He was witness to a remarkable event
Published 12:00 am Tuesday, December 16, 2003
Several days ago I received an All Hands e-mail asking anyone who was in Baghdad and wanted to go to a Thanksgiving Dinner with the troops to respond. The e-mail said there would be a lottery drawing for the few seats available. This morning I received notice that I had won (!) and to go to a meeting point at 1500. I arrived at the airport with about 15 to 20 others, and was escorted into the huge chow hall where several hundred soldiers were sitting. I found an empty spot and started chatting with the men and women in uniform. We talked about home and what we are doing here. Time ticked on – and we were there over an hour, waiting for something…anything.
Ambassador Bremer and General Sanchez came in – still nothing. What were we waiting for, I wondered. The guys were more patient than I – just shrugging their shoulders and looking more and more unimpressed. After a while an American General stood up and introduced Sanchez and Bremer. They said they wanted to read the President’s Thanks-giving declaration, but wanted the most senior person to deliver it. Who is more senior than those two, we wondered aloud. Then pandemonium. Literally screaming, jumping and clapping. Who is it, I asked? The President! Then I too leapt up from my seat, not believing my ears. It was an extremely emotional moment for everyone there. He said, ‘I was just looking for a warm meal somewhere. Thank you for inviting me to dinner.’
His speech was wonderful, every word, and he ended it with, ‘and you live by a code of honor, of service to your nation for the safety and security of your fellow citizens. Our military is full of the finest people on the face of the earth. I’m proud to be your commander in chief. I bring greetings from America. May God bless you all.’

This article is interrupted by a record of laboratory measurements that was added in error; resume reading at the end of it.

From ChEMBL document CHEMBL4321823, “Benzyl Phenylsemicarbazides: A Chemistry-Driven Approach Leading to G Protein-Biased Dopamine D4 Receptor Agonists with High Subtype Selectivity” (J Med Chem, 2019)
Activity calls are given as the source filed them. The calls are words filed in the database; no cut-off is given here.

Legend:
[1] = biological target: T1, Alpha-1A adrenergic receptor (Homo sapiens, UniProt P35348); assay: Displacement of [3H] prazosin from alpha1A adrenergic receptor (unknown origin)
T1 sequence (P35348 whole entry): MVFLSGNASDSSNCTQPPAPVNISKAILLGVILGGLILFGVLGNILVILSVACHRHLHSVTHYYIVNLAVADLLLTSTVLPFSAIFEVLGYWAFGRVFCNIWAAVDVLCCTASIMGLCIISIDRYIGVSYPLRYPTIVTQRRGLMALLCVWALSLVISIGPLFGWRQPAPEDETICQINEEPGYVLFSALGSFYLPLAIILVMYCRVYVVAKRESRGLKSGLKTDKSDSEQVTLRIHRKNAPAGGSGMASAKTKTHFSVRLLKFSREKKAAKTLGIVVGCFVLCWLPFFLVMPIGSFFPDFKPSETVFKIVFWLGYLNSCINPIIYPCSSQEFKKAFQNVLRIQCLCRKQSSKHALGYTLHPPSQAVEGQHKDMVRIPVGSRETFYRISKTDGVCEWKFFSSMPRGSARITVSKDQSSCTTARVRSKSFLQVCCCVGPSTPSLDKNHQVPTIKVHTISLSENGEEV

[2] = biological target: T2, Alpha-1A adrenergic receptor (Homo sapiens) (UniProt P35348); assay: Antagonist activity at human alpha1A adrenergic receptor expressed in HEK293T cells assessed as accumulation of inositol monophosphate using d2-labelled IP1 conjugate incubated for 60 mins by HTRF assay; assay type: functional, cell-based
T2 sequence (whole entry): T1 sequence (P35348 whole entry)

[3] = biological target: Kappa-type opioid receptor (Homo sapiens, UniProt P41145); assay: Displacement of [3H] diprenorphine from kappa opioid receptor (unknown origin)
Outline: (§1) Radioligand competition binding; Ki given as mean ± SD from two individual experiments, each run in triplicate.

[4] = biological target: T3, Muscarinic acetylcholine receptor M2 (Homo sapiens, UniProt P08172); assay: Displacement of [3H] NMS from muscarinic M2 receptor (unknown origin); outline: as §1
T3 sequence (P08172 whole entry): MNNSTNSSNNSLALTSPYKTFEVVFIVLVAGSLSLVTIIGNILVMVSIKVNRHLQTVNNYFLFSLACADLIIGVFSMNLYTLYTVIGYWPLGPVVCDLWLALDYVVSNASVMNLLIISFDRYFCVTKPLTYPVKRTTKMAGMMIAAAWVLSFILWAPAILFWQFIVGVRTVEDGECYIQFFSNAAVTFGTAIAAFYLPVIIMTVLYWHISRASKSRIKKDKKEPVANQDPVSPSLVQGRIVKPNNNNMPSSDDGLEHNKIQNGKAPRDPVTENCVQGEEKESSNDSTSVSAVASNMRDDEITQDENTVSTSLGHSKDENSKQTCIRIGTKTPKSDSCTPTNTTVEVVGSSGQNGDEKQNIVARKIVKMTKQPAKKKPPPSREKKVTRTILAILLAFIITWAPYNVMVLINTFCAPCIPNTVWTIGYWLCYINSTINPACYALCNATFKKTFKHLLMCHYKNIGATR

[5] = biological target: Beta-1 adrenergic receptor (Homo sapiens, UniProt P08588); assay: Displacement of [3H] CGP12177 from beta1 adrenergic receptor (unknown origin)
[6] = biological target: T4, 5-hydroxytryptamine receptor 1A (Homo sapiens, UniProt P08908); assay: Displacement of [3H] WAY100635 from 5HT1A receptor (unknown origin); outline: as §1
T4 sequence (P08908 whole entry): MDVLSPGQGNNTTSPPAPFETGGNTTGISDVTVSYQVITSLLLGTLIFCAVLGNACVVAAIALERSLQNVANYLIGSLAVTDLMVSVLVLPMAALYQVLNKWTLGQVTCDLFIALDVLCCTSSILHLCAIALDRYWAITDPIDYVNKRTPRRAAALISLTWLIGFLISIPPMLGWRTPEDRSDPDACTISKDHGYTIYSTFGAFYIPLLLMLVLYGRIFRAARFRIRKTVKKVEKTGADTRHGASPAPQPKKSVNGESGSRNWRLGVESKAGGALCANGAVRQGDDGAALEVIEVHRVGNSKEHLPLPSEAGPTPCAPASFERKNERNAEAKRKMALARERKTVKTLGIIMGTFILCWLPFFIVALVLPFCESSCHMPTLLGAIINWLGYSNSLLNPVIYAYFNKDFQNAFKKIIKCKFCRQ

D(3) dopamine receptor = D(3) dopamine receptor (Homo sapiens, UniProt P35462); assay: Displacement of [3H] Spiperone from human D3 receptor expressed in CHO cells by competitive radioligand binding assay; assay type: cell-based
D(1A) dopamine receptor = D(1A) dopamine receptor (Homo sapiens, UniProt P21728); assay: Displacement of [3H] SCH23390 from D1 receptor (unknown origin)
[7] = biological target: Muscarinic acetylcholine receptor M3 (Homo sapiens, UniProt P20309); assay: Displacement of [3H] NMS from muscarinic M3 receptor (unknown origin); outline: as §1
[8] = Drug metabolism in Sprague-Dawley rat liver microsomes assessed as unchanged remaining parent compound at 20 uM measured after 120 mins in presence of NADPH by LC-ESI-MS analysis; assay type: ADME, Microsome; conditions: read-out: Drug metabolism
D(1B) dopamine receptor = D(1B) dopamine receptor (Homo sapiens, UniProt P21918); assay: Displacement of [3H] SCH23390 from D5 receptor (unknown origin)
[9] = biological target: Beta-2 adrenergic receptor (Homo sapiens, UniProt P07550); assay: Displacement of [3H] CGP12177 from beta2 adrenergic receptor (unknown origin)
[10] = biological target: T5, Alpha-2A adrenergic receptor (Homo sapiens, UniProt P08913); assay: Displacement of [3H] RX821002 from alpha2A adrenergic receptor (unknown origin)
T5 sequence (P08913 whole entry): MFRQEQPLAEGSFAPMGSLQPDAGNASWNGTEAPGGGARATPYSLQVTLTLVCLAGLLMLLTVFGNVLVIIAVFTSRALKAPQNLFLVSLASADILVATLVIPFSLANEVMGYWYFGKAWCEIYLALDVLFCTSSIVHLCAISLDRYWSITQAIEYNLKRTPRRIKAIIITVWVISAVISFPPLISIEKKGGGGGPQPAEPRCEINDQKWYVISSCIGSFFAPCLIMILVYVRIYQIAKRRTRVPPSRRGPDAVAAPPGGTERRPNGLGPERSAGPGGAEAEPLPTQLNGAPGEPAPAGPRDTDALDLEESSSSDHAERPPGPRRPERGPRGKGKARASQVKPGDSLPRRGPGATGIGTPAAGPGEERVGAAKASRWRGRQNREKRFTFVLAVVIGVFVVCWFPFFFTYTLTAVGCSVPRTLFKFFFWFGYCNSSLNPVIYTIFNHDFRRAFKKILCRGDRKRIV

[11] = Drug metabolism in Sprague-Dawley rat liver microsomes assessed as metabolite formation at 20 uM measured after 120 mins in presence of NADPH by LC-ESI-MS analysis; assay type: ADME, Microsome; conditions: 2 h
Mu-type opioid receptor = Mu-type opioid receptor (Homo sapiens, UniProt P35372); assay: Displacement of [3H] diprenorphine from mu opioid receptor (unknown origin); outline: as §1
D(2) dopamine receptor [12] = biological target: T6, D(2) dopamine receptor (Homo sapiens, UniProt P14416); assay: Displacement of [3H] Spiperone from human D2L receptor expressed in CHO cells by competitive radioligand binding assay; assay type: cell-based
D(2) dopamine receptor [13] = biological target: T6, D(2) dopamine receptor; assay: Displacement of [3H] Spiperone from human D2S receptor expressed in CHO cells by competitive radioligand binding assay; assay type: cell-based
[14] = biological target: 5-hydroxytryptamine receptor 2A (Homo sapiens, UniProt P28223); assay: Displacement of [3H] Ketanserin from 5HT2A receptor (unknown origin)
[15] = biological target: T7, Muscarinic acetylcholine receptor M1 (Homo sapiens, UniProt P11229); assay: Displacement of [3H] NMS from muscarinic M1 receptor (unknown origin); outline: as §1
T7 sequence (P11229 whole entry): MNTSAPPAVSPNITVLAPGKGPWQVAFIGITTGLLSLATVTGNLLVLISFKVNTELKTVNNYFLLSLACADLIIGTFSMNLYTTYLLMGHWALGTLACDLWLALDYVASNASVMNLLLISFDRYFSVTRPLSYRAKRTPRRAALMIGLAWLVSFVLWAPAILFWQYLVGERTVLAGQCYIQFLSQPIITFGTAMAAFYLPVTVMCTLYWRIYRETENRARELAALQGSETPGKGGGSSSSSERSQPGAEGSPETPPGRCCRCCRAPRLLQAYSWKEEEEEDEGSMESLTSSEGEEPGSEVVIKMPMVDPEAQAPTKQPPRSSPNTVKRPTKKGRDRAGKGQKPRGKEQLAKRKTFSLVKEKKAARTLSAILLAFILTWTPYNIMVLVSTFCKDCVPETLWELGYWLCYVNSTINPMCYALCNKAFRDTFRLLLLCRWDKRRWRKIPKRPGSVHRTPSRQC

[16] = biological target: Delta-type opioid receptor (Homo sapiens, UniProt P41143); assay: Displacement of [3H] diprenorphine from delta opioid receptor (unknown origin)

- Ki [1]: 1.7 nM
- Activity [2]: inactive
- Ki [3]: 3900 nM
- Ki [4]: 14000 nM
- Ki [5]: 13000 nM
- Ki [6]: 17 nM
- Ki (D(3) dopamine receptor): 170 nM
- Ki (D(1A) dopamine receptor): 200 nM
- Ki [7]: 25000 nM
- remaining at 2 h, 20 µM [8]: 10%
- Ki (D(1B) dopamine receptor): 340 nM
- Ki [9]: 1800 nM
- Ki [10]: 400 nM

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There were at least two standing ovations – again, very emotional and deeply felt by all. Then the President stepped into the crowd and greeted people for more than an hour. Actually more like two hours. He shook everyone’s hand – and made a point of it. He would see someone being pushed aside and say ‘Hey, I’m headed your way.’ And the guys loved him. Adored him. Because they could see he was their guy. He shook my hand, too! Wow! I’ll tell you – meeting the President of the United States is thrilling. Especially when you are in Iraq. After the hundreds of handshakes and photographs he said a quick goodbye and Happy Thanksgiving and then no-one could leave the airport for an hour until Air Force One was well on it’s way. I am still glowing.&uot;
The closest I ever came to such a thrilling moment was when Sir Winston Churchill was driven in an American jeep across one of the bridges we constructed across the Rhine River in March of 1944. We were tired, hungry, haggard and still under artillery fire. It was no time for a speech but he left the jeep, walked a few feet and flicked his cigar ashes on the far bank of what remained of Wesel, Germany. Symbolic of course, but it thrilled hundreds of us to see him there risking his life just like President Bush did when being flown into a dangerous airport in Baghdad. You have to experience it to feel the thrill of it. General Patton made a point of being seen with his dog and stars on flags adorning his vehicle. It gave troops a tremendous lift. The average G.I. in combat rarely sees rank that high, but I did see a full bird colonel on a stretcher with an arm missing. I saluted anyway.
If there are still those who actually believe Bush’s flight to Iraq was merely a photo-op, or a cheap political stunt, they should immediately see a doctor, unless they are Democrats. This was a 17-hour flight half way around the planet with a landing at an airport that had witnessed a plane shot down only six days before… all that for a three-hour visit with the troops? Air Force One is one huge target. And if I have my figures right it’s another 17 hours back to Washington. I’ll bet the President thought it was well worth it just to see and hear the reaction he got to his improbable dropping by for a chat.
Robert Pocklington is a resident of Suffolk and a regular News-Herald columnist. He can be contacted via e-mail at firstname.lastname@example.org